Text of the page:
This brings out the inner insecurities of Bill and he is enraged by the fact that at some point of time his beautiful wife desired someone else more than her husband. Just like how he went with the flow when the two models flirted with him, as the night passed, he wanted to be unfaithful. And he almost did like for example with the prostitute he met on the street. The only thing that stopped him was chance.
8. Like Stars On Earth (2007)
Portraying any kind of disability in films is a difficult feat to achieve. It calls for a lot of research and a lot of care since the makers are dealing with a sensitive topic. The movie in question is one of the shining examples of that wherein it presents us a story of an eight-year old Ishaan Awasthi suffering from dyslexia. Dyslexia is a disorder in which the affected person is unable to understand words, letters and numbers and in the case of the story our protagonist is unable to write or understand letters and words in the proper format.
Thus he has a problem comprehending even simple instructions in the given language. So how do we, the audience, get to better understand the plight of the young boy given that this disability is rare? The film tries to guide us to step into our protagonist’s shoes through the visuals from the opening shot itself. And it succeeds. On a black coloured frame we see white coloured letters and numbers being drawn.
The black colour and the white letters look similar to something being written on a blackboard with a chalk. Soon the letters begin to pounce around and mish-mash into each other in the most chaotic ways. This happens to the point where we are unable to discern what is being shown on the screen. This confusion is exactly what Ishaan experiences and in turn is unable to understand the language.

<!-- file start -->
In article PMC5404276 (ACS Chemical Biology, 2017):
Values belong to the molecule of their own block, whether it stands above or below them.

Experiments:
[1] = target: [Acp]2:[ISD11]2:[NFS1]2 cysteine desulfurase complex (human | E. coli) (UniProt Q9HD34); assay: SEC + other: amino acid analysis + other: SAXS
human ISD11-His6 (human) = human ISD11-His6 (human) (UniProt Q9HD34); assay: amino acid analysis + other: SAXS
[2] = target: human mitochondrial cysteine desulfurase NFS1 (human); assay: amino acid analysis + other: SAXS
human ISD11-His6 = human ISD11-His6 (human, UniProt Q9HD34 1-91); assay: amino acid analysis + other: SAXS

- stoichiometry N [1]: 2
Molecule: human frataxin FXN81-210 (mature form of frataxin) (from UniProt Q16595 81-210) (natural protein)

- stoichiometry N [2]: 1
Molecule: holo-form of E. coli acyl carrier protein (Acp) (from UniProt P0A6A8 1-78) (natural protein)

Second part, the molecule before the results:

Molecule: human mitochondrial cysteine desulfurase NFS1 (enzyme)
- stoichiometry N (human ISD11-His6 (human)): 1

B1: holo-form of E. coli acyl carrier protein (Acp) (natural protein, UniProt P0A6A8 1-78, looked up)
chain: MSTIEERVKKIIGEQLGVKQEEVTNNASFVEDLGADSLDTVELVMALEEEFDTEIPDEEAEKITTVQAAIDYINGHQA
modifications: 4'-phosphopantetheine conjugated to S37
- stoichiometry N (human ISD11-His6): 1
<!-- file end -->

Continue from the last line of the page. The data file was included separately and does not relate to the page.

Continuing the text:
As a result his grades are bound to fall, with him having no idea for the cause of it making him all the more puzzled. The chaotic imagery is cross-faded with teachers calling out his very low grades with a look of disdain. This hints at how the education system takes little effort in actually ascertaining the problems of a child.
7. The Neon Demon (2016)
To a brilliant score by Cliff Martinez, the film opens with a medium shot of Jesse lying on a sofa. She is wearing some makeup and glitters around her eyes. Her hair is tied in some kind of a bun. There is blood gushing out from her neck and is all over her chest and arms. We get the feeling that she is presumably dead. Only when it cuts to a wide shot is when we realize that it is actually a stylistic photoshoot.
With brilliant framing and impressive lighting we get to see an extremely visually pleasing opening shot. This is expected from a Nicholas Winding Refn film as he has the eye for exquisite visuals. The visuals are surely stunning but the graphic imagery has something to tell about the modelling industry.
Here is a young and aspiring Jesse all set to make it big in the industry. Her beauty is the reason why every person stops whatever they are doing and turn around to admire her. She is described by one of her competitor’s as ‘the sun in a land of winter’. But her beauty is also the reason for jealousy among her competitors who experiment all kinds of cosmetic surgery just to look even half as good as her.